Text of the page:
Activists Want to Remove the Statue of Alaska’s First Russian Governor (1799-1818)
In what used to be Novo-Arkhangelsk, now Sitka
In Alaska, people advocate removing the statues of European colonists, because they represent the history of the colonization of the indigenous peoples of Alaska. This week in Sitka, about 90 people gathered around the monument to Alexander Baranov (Russian statesman, businessman, first Chief ruler of Russian settlements in North America 1790-1818) before the meeting of the city meeting. The monument to Baranov was donated to the city in 1989 and often attracts many tourists. Protesters ask the city to move the monument to a less visible place or replace it with a more unique monument.
According to opponents of the monument, “Baranov is a historical figure responsible for the murders, enslavement, rape and crimes of genocide. This story is still being felt by our indigenous communities today. The statistically highest number of missing and killed women in North America are among indigenous women. Our languages must be revitalized because they were forcibly taken from us. ”
Members of the family who donated the monument to the community learned about the controversy surrounding it, they said that their “family is saddened by the fact that the statue offends or makes any member of our community uncomfortable … The statue was a gift, and, like any gift, everything, what ultimately is done with it depends on the recipient, the city of Satka. ” They asked that if the statue be removed, so that it would not be defiled or destroyed, out of respect for the sculptor, KTOO.org reports .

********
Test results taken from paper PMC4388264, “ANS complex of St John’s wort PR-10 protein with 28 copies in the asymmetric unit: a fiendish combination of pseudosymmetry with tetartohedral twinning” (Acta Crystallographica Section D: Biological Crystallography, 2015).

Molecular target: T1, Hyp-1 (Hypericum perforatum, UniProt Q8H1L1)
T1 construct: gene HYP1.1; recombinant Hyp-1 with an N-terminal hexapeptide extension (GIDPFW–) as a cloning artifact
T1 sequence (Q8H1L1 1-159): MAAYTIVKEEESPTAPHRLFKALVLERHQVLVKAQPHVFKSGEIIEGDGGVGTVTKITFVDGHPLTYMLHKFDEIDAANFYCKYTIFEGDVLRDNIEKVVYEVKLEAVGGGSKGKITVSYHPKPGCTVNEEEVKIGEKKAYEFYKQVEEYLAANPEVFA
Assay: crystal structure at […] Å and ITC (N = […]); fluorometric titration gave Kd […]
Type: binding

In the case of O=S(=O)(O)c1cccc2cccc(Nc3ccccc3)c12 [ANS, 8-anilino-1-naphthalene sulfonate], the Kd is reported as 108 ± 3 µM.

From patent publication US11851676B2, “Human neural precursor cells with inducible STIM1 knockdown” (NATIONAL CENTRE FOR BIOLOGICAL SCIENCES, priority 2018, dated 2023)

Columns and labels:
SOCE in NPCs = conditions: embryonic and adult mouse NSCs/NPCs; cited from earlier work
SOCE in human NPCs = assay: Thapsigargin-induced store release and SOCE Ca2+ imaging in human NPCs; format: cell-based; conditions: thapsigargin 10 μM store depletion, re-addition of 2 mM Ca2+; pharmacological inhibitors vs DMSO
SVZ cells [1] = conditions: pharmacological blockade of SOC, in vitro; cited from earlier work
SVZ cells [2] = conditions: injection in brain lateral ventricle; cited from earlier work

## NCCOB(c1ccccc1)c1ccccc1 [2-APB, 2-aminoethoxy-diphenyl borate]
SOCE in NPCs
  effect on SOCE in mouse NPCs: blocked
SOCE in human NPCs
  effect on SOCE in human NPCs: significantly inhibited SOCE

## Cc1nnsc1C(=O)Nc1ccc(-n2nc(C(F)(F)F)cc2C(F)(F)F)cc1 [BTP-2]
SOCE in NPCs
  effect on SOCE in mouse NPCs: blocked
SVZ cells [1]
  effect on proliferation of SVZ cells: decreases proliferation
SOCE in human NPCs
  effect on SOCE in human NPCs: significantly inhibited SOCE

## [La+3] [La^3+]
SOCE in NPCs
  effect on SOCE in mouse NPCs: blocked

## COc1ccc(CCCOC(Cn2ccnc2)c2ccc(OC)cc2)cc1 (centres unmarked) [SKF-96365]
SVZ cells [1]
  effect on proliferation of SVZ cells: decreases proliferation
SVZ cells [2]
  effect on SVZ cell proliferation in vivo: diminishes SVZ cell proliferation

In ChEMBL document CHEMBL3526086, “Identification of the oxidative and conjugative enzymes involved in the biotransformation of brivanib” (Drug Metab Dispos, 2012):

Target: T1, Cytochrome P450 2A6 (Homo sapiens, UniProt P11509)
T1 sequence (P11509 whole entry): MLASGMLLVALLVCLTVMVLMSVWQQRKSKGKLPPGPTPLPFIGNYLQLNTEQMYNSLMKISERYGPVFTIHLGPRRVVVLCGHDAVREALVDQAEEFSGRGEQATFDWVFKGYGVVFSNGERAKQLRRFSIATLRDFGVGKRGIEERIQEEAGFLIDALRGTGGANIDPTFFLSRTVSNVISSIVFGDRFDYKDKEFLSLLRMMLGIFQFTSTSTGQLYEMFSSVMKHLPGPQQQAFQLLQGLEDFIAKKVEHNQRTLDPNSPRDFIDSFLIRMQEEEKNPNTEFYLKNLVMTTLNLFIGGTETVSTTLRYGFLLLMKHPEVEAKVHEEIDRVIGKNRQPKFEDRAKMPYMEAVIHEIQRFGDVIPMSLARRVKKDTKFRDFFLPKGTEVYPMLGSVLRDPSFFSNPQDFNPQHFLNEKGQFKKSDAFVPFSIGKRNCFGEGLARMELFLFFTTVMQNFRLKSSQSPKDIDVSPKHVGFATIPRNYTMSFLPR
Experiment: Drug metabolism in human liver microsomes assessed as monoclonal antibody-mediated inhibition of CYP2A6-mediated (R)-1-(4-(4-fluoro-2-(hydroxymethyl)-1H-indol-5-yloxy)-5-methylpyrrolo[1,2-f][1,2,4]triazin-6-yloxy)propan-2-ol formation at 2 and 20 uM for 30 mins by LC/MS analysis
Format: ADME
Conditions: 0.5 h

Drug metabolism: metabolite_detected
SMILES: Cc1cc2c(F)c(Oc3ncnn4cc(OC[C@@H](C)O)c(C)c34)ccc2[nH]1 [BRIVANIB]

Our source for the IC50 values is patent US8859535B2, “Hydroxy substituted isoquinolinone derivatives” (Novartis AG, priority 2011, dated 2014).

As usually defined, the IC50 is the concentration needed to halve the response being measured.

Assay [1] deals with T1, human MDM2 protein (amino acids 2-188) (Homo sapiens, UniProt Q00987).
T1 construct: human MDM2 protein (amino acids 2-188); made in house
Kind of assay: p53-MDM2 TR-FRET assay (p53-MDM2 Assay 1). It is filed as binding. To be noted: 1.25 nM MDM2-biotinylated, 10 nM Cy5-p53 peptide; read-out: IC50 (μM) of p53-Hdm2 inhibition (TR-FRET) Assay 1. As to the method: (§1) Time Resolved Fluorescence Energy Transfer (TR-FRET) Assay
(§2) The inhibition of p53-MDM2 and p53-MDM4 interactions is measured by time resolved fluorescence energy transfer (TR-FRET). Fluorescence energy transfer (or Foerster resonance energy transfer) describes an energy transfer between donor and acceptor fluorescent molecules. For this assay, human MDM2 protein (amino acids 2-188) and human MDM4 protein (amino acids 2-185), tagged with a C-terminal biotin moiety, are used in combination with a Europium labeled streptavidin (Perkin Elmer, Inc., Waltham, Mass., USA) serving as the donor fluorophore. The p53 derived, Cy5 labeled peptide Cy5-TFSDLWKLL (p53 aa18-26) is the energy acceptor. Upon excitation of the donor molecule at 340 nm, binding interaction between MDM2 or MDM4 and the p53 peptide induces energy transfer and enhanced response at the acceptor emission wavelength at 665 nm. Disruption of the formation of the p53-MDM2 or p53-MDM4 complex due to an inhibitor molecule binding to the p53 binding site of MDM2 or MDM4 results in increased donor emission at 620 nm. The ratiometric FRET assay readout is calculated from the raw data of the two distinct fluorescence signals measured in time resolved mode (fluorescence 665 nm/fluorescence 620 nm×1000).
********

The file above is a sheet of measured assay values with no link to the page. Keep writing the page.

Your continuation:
As reported on the website of the Coordinating Council of Organizations of Russian Compatriots in the United States (KSORS), it is required “to get 5000 votes to submit them to the City Council in the near future.”
“We believe that the demolition of the statue is an erasure of our Russian historical heritage.Sitka [Novo-Arhangelsk] was the capital of Russian America, and Alexander Baranov was the first Russian governor of Alaska. The statue is an important reminder of the history of intercultural interaction and diplomacy, ”says the KSORS website .
According to Russian compatriots, the statue of the sculptor Joan Bugby-Jackson was donated to the municipality in 1989 by one of the local American influential families – Hames – and was installed in the park opposite the city center.
Under Baranof’s leadership, over 200 settlements were built, including crucial infrastructure like shipyards, manufactured and agricultural production, and institutions such as public libraries, schools, hospitals, and nursing homes. More than 60 churches and a seminary were also constructed under his watch.
“Under Baranof’s leadership, over 200 settlements were built, including crucial infrastructure like shipyards, manufactured and agricultural production, and institutions such as public libraries, schools, hospitals, and nursing homes. More than 60 churches and a seminary were also constructed under his watch. … High-tech (for its time) shipyards and agricultural production, brick and iron foundries were opened. Modular wooden houses were made for transportation to the south in San Francisco, California, ”the compatriots council reports, citing the Russian Community Council petition.
Source: Russian News in California